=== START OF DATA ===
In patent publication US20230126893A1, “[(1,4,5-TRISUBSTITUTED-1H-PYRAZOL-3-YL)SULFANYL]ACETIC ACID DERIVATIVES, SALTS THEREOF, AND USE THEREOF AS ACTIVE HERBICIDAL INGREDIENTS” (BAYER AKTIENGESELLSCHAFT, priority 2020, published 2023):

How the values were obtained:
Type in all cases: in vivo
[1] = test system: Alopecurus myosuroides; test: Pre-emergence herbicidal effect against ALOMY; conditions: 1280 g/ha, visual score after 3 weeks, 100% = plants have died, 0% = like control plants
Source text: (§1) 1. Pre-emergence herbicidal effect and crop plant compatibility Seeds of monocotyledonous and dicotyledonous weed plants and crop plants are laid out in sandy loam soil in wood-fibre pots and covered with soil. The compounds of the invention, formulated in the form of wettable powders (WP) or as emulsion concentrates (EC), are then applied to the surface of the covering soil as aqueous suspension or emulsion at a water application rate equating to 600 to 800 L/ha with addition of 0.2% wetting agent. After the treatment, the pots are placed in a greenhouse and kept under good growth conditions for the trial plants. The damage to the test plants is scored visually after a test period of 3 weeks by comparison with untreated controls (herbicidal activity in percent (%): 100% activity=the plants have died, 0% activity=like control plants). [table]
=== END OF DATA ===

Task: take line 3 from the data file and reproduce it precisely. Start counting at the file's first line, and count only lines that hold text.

Type in all cases: in vivo